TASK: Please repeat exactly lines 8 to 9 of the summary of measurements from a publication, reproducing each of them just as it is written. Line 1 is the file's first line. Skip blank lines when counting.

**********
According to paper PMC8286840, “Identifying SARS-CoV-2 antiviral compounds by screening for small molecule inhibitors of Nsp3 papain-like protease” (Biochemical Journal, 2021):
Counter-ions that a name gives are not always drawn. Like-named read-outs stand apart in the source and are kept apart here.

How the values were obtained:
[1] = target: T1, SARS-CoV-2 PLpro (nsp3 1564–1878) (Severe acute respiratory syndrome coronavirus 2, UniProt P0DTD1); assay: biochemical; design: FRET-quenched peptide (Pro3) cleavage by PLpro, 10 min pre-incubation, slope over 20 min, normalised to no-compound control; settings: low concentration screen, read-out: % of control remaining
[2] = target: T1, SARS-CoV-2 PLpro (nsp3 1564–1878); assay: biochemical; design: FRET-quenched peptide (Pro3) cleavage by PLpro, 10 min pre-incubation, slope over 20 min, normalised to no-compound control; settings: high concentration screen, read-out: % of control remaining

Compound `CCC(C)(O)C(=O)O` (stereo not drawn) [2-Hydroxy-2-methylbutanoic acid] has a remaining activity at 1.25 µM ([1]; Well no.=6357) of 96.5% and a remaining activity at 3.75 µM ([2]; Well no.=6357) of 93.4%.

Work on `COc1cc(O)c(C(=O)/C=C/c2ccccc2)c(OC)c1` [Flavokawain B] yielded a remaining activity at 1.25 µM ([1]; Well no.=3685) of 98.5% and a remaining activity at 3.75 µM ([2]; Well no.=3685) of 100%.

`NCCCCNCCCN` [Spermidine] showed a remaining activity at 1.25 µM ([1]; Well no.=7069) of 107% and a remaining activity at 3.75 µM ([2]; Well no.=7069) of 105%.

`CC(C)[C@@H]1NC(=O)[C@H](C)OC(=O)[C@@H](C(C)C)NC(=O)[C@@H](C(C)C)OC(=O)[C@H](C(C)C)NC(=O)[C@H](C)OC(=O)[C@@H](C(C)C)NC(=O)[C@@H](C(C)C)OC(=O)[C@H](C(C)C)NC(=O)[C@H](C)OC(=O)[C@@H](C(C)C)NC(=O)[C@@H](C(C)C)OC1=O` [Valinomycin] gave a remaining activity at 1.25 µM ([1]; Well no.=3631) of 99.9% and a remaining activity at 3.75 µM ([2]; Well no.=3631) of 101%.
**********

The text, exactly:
`NCCCCNCCCN` [Spermidine] showed a remaining activity at 1.25 µM ([1]; Well no.=7069) of 107% and a remaining activity at 3.75 µM ([2]; Well no.=7069) of 105%.

`CC(C)[C@@H]1NC(=O)[C@H](C)OC(=O)[C@@H](C(C)C)NC(=O)[C@@H](C(C)C)OC(=O)[C@H](C(C)C)NC(=O)[C@H](C)OC(=O)[C@@H](C(C)C)NC(=O)[C@@H](C(C)C)OC(=O)[C@H](C(C)C)NC(=O)[C@H](C)OC(=O)[C@@H](C(C)C)NC(=O)[C@@H](C(C)C)OC1=O` [Valinomycin] gave a remaining activity at 1.25 µM ([1]; Well no.=3631) of 99.9% and a remaining activity at 3.75 µM ([2]; Well no.=3631) of 101%.